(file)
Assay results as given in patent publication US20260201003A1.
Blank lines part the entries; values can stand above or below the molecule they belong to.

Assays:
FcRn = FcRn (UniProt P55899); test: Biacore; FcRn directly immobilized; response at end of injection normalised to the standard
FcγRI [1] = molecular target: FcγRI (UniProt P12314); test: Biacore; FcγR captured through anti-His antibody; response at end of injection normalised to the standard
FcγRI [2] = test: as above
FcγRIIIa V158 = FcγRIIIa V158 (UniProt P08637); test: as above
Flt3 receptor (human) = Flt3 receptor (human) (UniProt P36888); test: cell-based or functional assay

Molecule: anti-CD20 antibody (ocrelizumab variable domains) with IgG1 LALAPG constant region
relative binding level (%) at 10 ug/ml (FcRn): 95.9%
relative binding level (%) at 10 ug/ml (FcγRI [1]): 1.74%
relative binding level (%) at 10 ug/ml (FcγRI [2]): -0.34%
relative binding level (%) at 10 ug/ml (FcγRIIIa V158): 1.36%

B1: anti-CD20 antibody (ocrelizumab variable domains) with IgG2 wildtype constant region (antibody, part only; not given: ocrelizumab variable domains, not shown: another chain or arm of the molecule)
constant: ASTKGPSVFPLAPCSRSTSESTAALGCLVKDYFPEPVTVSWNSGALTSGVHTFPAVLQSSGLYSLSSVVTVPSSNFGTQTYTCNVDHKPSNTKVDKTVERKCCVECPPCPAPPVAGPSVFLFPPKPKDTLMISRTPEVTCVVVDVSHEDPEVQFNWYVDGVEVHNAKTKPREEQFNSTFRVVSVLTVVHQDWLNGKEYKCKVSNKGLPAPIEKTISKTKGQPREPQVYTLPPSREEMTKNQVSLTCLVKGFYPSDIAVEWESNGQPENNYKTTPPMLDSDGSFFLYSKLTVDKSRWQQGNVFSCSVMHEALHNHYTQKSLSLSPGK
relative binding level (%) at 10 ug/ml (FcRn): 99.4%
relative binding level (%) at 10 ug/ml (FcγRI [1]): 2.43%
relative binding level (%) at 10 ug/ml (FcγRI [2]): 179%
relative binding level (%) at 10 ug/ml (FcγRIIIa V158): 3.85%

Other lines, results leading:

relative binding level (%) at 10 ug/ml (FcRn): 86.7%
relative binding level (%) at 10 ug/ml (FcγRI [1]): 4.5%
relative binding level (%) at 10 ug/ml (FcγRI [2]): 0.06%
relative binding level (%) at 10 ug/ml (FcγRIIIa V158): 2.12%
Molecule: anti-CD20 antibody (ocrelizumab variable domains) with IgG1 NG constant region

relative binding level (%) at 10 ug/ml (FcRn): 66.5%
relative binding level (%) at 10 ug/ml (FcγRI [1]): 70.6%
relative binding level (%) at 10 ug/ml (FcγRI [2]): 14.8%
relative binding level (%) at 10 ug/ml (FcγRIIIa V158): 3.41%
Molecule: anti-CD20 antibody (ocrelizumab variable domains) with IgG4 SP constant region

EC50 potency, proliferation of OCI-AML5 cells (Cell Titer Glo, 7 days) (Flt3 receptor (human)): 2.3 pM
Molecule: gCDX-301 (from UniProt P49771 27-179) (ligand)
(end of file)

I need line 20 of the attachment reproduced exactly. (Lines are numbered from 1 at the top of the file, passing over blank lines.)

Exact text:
Other lines, results leading: